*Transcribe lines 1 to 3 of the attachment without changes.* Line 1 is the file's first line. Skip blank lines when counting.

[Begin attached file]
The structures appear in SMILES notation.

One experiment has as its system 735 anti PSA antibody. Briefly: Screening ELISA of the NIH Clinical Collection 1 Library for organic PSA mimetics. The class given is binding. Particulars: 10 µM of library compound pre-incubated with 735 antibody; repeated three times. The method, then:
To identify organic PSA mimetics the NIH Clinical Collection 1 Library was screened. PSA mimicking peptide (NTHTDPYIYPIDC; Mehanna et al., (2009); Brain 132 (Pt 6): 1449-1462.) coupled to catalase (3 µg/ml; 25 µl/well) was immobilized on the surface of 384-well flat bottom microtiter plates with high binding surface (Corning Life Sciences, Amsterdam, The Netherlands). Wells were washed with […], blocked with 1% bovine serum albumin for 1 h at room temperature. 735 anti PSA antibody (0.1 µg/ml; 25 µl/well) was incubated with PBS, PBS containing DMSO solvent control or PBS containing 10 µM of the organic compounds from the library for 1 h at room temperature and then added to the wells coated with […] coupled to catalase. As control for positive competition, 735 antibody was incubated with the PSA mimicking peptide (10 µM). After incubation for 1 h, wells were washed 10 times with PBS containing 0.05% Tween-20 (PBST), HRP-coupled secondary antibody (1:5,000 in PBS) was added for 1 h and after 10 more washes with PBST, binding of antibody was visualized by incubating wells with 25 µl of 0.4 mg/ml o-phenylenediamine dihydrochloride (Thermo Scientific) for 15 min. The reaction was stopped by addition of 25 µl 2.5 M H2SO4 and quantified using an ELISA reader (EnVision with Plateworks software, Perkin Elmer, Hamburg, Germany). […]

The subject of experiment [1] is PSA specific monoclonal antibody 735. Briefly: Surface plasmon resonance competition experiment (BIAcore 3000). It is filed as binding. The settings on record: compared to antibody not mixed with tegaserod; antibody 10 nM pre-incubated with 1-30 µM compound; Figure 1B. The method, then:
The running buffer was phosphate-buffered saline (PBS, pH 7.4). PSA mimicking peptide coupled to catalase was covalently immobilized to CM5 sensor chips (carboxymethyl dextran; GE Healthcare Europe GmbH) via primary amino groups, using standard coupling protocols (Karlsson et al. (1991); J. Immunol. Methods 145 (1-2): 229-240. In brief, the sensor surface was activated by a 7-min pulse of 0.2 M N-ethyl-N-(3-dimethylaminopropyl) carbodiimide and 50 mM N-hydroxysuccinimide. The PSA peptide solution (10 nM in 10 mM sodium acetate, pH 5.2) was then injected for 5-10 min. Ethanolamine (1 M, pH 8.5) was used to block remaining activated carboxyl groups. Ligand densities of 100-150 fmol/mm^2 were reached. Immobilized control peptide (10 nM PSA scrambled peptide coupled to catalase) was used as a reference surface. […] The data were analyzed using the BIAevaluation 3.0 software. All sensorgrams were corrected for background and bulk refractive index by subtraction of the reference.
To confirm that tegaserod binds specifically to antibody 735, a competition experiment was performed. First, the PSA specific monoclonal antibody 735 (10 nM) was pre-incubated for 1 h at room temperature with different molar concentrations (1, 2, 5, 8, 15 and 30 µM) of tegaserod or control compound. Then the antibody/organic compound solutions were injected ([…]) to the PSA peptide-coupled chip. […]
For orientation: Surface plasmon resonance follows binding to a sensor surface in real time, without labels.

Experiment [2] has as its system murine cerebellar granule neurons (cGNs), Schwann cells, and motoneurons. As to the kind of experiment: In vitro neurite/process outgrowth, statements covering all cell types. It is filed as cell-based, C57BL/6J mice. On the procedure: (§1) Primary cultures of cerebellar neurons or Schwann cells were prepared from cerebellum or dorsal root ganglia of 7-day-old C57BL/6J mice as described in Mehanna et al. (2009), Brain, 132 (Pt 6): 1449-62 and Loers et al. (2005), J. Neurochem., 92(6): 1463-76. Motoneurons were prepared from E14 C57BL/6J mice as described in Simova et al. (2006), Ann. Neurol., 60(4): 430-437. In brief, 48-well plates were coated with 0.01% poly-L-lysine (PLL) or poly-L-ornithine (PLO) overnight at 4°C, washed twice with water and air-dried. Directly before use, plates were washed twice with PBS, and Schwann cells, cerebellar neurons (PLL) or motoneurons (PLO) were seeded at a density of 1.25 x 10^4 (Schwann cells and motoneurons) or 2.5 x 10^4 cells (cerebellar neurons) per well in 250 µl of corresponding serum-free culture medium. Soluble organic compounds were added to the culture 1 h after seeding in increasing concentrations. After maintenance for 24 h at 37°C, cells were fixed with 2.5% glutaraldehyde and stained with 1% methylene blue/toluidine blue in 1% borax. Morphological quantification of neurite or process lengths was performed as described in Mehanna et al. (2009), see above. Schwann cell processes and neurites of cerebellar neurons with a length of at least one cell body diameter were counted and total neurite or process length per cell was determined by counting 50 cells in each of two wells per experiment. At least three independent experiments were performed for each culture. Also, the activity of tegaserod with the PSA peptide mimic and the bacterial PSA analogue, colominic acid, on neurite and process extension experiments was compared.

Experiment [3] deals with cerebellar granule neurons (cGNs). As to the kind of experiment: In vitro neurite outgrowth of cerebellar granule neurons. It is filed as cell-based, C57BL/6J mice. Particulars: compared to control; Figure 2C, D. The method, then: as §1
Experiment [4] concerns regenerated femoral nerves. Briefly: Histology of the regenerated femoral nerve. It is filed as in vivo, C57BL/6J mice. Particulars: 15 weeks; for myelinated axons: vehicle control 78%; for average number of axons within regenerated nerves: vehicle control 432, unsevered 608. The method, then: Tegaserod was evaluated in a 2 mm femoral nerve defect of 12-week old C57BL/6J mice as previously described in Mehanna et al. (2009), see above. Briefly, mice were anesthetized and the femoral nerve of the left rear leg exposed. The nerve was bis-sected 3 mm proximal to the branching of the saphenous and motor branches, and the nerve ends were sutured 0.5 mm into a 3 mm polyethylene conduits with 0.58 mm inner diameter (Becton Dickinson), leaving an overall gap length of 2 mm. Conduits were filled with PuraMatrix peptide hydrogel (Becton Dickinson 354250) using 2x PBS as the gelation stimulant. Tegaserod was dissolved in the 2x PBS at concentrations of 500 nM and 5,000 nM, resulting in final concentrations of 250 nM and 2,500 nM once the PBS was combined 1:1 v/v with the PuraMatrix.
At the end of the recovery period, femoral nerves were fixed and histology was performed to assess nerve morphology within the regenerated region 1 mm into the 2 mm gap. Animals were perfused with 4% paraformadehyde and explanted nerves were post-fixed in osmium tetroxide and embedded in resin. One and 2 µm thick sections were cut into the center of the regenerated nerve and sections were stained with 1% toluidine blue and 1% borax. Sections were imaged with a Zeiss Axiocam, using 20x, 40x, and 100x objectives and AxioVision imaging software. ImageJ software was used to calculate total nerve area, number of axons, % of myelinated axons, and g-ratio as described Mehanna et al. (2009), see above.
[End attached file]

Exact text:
The structures appear in SMILES notation.

One experiment has as its system 735 anti PSA antibody. Briefly: Screening ELISA of the NIH Clinical Collection 1 Library for organic PSA mimetics. The class given is binding. Particulars: 10 µM of library compound pre-incubated with 735 antibody; repeated three times. The method, then:
To identify organic PSA mimetics the NIH Clinical Collection 1 Library was screened. PSA mimicking peptide (NTHTDPYIYPIDC; Mehanna et al., (2009); Brain 132 (Pt 6): 1449-1462.) coupled to catalase (3 µg/ml; 25 µl/well) was immobilized on the surface of 384-well flat bottom microtiter plates with high binding surface (Corning Life Sciences, Amsterdam, The Netherlands). Wells were washed with […], blocked with 1% bovine serum albumin for 1 h at room temperature. 735 anti PSA antibody (0.1 µg/ml; 25 µl/well) was incubated with PBS, PBS containing DMSO solvent control or PBS containing 10 µM of the organic compounds from the library for 1 h at room temperature and then added to the wells coated with […] coupled to catalase. As control for positive competition, 735 antibody was incubated with the PSA mimicking peptide (10 µM). After incubation for 1 h, wells were washed 10 times with PBS containing 0.05% Tween-20 (PBST), HRP-coupled secondary antibody (1:5,000 in PBS) was added for 1 h and after 10 more washes with PBST, binding of antibody was visualized by incubating wells with 25 µl of 0.4 mg/ml o-phenylenediamine dihydrochloride (Thermo Scientific) for 15 min. The reaction was stopped by addition of 25 µl 2.5 M H2SO4 and quantified using an ELISA reader (EnVision with Plateworks software, Perkin Elmer, Hamburg, Germany). […]